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The sandwich effect

litecor®
Monte Carlo Rally: Heading for victory – with 4-wheel drive, 315 hp and 2-liter 4-cylinder engine.

The trend is clear, straightforward and based on a simple formula: 95 by 2021. New cars sold in Europe will only be able to burn a maximum average of 95 grams of CO2 per kilometer by 2021. Right now, leading companies are still about 30 grams short of this target. That means we’ll need many more low-emission drive systems, like electric or hybrid. And, of course, more lightweight construction. Which is where we at thyssenkrupp Steel Europe come in.

Lightweight steels are a boom market in today’s car industry. Experts predict that market volumes could grow five times as large by 2025. Until now, aluminum and carbon fiber-reinforced plastic (CFRP) have looked like the most likely future alternatives to the number one construction material for decades, namely steel. It’s true both materials are considerably lighter than steel, but their energy-intensive production also makes them disproportionately expensive.

litecor® is the product of intensive, early predevelopment with carmakers.

Oliver Kleinschmidt, Product Coordination, Steel Sandwich Materials

Reducing vehicle weight by more than 30 kilograms

The ‘third way’ consists of the intelligent combination of various construction materials. To be more precise: steel and plastic. litecor® is Steel Europe’s answer – and the chances that this hybrid material will persuade many manufacturers are looking good.“This new material is a sandwich,” explains Oliver Kleinschmidt, as product coordinator responsible for steel sandwich materials in the steel division.

The principle? A polymer core (0.3–1.0 mm thick) is layered between two steel face sheets (each 0.2–0.3 mm thick). The result? litecor® is considerably lighter than conventional sheet steel, easy to recycle and displays good bending stiffness and dent resistance. And not least: very easy to process.

The layers of the steel sandwich don’t come apart, even when subjected to complex forming operations. Producing hems and flanges, adding smooth design lines, mechanical joining or adhesive bonding – all are equally possible. “We are working hard to develop the spot-welding capability of litecor® with our colleagues from thyssenkrupp System Engineering from the Business Area Components Technology. It already works in the lab,” says Professor Hans Ferkel, Head of Technology and Innovation at the steel manufacturer.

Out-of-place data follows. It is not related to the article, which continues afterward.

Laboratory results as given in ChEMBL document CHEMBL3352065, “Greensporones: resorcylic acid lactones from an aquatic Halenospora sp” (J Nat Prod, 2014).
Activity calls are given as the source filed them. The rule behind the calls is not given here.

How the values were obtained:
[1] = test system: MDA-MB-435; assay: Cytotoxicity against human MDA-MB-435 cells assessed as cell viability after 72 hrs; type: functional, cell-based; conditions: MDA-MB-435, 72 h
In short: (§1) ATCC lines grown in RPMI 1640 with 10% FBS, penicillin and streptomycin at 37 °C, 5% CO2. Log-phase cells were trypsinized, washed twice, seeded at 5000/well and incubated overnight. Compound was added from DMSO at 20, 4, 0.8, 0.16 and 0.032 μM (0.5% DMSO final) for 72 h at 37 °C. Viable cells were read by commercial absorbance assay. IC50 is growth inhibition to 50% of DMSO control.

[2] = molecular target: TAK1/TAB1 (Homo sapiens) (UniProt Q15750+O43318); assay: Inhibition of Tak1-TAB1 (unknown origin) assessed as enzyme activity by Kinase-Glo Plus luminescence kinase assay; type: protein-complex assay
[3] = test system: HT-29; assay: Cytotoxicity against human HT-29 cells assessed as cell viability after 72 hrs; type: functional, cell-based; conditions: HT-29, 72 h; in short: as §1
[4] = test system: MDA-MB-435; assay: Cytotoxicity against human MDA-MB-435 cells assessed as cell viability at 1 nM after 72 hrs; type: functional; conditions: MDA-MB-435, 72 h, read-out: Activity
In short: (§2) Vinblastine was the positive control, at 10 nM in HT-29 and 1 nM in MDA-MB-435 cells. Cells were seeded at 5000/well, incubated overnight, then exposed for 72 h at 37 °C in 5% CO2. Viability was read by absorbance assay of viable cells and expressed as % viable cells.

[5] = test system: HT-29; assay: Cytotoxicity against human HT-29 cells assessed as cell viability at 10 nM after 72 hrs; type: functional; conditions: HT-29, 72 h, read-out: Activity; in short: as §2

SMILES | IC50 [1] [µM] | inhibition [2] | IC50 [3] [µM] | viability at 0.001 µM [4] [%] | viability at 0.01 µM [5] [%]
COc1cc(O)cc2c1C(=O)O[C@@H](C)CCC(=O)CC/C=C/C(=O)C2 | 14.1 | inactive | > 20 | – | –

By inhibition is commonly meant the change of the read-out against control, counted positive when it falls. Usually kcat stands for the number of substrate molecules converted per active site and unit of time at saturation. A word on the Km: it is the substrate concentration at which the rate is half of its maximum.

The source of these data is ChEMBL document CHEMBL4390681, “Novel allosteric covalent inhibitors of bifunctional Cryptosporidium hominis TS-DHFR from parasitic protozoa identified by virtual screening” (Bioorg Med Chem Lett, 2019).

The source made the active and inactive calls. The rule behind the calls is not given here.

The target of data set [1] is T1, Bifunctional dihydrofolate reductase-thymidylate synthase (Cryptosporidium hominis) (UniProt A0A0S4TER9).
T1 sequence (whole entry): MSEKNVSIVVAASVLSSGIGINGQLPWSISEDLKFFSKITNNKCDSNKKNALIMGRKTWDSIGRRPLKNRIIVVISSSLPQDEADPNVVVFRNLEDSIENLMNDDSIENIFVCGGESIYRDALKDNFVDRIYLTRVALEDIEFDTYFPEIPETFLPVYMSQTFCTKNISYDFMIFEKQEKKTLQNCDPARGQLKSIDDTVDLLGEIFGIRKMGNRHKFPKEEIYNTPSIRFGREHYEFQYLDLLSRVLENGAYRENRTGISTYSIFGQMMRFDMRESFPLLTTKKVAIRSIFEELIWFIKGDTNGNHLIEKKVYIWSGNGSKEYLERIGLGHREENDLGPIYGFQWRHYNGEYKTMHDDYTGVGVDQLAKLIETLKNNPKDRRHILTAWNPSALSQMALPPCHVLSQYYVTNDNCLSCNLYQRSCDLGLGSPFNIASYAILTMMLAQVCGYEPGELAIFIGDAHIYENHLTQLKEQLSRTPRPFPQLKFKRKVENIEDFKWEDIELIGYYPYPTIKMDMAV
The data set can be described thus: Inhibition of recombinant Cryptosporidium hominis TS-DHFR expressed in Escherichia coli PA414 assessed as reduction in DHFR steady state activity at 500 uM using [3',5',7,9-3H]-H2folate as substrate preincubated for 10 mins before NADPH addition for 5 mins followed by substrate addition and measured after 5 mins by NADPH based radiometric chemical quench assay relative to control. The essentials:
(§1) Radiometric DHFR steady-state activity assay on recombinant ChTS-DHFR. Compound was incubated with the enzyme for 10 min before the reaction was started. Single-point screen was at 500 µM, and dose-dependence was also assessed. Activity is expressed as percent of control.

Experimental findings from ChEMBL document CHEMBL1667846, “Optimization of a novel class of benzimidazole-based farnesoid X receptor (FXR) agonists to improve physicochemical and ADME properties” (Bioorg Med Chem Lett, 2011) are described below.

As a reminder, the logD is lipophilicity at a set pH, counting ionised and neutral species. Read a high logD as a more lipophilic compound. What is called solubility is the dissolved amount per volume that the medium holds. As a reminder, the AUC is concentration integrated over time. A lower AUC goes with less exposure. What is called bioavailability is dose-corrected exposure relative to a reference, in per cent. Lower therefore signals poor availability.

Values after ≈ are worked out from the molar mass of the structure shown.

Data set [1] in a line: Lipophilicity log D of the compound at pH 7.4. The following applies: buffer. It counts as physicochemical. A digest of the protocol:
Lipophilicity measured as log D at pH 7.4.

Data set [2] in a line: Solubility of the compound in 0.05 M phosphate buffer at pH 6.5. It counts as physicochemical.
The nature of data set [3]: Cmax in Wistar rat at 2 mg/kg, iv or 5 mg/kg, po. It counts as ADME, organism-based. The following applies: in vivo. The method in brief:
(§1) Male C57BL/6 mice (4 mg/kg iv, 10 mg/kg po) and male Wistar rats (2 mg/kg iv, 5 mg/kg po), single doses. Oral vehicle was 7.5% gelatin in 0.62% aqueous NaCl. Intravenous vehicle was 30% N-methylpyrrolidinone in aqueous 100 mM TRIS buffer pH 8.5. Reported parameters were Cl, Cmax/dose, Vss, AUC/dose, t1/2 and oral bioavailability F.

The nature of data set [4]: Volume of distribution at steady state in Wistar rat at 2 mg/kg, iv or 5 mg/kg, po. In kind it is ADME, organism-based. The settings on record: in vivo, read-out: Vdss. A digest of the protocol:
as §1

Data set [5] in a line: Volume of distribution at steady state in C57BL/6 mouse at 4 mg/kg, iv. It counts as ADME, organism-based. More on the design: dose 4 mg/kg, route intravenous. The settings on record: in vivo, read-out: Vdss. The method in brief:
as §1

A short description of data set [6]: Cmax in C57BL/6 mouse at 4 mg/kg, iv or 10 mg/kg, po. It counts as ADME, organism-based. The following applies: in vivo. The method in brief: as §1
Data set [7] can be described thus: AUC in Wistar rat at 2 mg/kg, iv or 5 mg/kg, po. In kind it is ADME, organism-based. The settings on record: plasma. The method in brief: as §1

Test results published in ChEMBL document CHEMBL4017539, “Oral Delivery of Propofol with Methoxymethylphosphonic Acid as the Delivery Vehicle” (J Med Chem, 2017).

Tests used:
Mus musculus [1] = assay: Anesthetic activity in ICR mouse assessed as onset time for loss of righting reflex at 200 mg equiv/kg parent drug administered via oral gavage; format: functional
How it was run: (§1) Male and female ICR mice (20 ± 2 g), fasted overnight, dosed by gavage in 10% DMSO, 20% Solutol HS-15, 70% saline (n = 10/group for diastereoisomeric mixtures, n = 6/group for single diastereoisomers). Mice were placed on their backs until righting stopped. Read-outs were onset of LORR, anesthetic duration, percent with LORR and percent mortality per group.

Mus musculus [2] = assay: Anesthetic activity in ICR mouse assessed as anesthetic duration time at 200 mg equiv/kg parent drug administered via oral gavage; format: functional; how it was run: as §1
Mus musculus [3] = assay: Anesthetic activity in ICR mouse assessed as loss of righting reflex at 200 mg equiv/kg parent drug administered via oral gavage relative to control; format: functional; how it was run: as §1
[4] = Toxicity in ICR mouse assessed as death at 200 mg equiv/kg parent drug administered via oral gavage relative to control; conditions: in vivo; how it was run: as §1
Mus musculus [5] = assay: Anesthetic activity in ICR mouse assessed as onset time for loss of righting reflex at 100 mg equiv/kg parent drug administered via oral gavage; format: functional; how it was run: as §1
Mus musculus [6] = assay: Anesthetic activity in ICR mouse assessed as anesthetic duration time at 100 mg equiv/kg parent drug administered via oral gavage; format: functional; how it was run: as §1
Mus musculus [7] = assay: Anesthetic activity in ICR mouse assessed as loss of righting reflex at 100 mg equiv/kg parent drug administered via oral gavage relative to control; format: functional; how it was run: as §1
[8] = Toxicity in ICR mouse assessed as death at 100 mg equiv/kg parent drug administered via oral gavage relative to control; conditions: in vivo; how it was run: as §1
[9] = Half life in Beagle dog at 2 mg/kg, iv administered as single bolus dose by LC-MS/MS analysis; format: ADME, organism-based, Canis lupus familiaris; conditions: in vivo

Motor hood for the World Rally champion

Where litecor® is concerned, the pilot project with R&D partner Volkswagen shows how profitable early cooperation can be for both sides. Engineers from both companies jointly developed a front hood using the innovative construction material for the road version of the Polo R WRC, the car with which Volkswagen won the 2013 World Rally Championship at its first attempt. They were able to reduce the weight by almost two kilograms compared with the production engine hood. A limited quantity of litecor® was then produced for the special series at the Dortmund pilot facility for 2,500 front hoods.

It’s already clear that this modern sandwich material is ideally suited for lightweight construction of large body components demanding a high degree of rigidity, such as roof, door, tailgate and engine hood, and equally for interior parts such as the rear rack or vehicle floor. If construction of all these parts were switched to litecor®, thyssenkrupp Steel Europe experts calculate that it would be possible to reduce vehicle weight by more than 30 kilograms. And that’s with considerably lower additional costs (compared with steel) than in the case of aluminum.

We take customers’ interests into account, even in the early stages of product development.

Erik Hilfrich, team leader in Application Concepts
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